June 3, 1954: "Telephone maintenance continued on severely damaged lines, with work performed on the Bonanza King and Coffee Creek lines. Communication was facilitated by the installation of a radio in Bonanza King lookout by Tom Blankenship, Shasta Forest communications technician." (The Dunsmuir News)
June 17, 1954: "District ranger Jack Heinan of the Trinity district, Shasta national forest, states that all three fire lookouts on the district have been activated for the season. Miss June Osborne returned to her post on Slate mountain lookout, which she has occupied for the past seven fire seasons. Mrs. Jeannie Dickson is filling the position of lookout at Bonanza King." (The Dunsmuir News)
June 8, 1987: "Betty Carlson is one of a vanishing breed. Every year for the past quarter-century, the French Gulch resident has trekked to the top of Bonanza King Mountain northeast of Weaverville to take her station in the tiny lookout tower for the summer fire season. Year after Year, she directs firefighters to small fires---which always have the potential to become big fires. The number of lookouts is gradually dwindling, as transportation and technology improve fire detection and firefighting. But there are still 15 manned lookout towers in the Shasta-Trinity National Forest. While being a lookout does not entail a lot of glamour or even recognition, the job is one that a few people appreciate alot. Ed Horgan, fire management officer for the Weaverville Ranger District, said the Forest Service needs the lookouts even though it is cutting back on their numbers. 'There's a lot of talk of going to higher technology. Those things need a lot of refinement,' Horgan said. 'My personal opinion is that they (lookout personnel) will not go away until we can get high-technology up the that can do just about everything a person can.' Horgan said a good lookout not only spots smoke from fires, but also serves as guide to ground crew searching for fire and as a radio communications link for loggers, foresters, and accident victims. Horgan boasted that Mrs. Carlson, because of her dedication and familiarity with the terrain, is one of the best the Shasta-Trinity forest has. Carlson said she has been a lookout every fire season since 1962. And, she said, she is confident that her sightings have helped prevent major forest fires in the area surrounding the 6,955-foot peak on the edge of Trinity Lake." (California Aggie)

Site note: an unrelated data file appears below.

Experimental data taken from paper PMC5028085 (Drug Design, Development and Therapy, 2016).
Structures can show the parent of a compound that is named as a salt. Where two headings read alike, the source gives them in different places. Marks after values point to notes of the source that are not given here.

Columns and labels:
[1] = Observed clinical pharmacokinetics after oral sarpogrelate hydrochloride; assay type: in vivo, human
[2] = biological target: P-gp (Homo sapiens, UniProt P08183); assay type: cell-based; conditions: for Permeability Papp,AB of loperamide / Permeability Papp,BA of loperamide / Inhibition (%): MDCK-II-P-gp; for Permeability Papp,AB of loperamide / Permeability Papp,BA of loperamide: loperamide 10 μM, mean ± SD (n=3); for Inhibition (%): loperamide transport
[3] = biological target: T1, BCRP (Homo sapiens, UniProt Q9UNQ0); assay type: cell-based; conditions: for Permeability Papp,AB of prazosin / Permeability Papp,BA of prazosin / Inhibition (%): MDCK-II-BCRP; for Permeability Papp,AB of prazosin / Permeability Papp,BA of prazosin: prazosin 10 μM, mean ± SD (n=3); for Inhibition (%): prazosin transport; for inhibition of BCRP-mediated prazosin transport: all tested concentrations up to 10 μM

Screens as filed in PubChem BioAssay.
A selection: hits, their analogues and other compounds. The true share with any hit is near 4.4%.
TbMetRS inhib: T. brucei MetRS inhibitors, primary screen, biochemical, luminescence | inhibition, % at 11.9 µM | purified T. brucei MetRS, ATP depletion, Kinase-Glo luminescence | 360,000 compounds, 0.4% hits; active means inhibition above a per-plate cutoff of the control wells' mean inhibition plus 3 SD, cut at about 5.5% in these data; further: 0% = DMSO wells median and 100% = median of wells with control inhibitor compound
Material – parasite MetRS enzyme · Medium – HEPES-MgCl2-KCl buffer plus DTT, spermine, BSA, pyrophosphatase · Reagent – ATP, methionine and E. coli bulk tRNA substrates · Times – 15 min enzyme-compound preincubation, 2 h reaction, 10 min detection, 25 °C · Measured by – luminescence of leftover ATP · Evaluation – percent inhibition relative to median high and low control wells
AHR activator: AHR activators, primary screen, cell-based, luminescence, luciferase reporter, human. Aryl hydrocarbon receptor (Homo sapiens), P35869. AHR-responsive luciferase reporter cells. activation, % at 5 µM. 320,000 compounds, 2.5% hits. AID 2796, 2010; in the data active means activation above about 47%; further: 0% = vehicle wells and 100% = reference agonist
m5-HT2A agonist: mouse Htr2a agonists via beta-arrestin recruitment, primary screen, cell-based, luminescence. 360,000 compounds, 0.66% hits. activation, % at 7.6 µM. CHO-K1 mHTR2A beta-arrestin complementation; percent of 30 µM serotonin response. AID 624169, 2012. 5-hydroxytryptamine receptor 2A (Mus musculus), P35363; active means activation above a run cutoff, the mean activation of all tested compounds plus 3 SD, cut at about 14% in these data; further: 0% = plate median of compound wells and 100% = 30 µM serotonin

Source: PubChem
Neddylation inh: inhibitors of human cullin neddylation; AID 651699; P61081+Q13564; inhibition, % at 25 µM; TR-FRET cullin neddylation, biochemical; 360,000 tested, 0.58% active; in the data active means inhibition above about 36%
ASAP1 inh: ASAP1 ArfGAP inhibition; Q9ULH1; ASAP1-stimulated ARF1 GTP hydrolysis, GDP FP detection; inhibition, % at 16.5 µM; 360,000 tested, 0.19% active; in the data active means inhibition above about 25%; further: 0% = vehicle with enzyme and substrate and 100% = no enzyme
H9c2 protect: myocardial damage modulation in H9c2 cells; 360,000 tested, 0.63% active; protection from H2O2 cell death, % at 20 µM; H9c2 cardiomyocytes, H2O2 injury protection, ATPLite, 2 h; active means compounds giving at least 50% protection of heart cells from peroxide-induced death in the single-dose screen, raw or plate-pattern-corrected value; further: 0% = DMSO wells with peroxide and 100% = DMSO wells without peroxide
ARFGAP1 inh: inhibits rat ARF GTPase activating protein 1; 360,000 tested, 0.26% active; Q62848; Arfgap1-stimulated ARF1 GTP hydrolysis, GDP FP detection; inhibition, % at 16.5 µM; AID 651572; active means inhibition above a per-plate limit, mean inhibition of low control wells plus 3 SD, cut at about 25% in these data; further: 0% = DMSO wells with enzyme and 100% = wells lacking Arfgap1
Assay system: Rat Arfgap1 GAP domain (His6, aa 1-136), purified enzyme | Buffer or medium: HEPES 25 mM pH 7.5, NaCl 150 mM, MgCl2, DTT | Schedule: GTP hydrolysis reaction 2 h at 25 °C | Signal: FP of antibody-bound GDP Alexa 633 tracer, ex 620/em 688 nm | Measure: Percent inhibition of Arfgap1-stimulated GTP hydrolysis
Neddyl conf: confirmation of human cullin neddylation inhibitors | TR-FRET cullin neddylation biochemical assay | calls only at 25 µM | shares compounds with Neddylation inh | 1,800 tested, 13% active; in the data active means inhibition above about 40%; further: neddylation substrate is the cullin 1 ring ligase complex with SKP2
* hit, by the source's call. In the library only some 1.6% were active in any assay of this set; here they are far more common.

National Geodetic Survey
DESIGNATION - BONANZA KING LOOKOUT HOUSE PID - MX1060 STATE/COUNTY- CA/TRINITY COUNTRY - US USGS QUAD - WHISKY BILL PEAK (1986)
DESCRIBED BY COAST AND GEODETIC SURVEY 1953 (RAG) THE STATION IS THE TOP AND CENTER OF THE LOOKOUT HOUSE. THE LOOKOUT HOUSE IS A WOODEN STRUCTURE 16 FEET SQUARE AND ABOUT 20 FEET IN HEIGHT. IT SETS ON A CONCRETE AND ROCK FOUNDATION.
THE LOOKOUT IS LOCATED ON THE EXTREME EASTERN RIM AND THE HIGHEST POINT OF BONANZA KING MOUNTAIN, ABOUT 6 MILES NORTH-NORTHEAST OF TRINITY CENTER, ABOUT 4 MILES EAST OF THE TRINITY RIVER, AND ABOUT 4 MILES WEST OF SHASTA-TRINITY COUNTY LINE. IT IS (78.76 FEET) 24.004 METERS SOUTHEAST OF TRIANGULATION STATION BONANZA.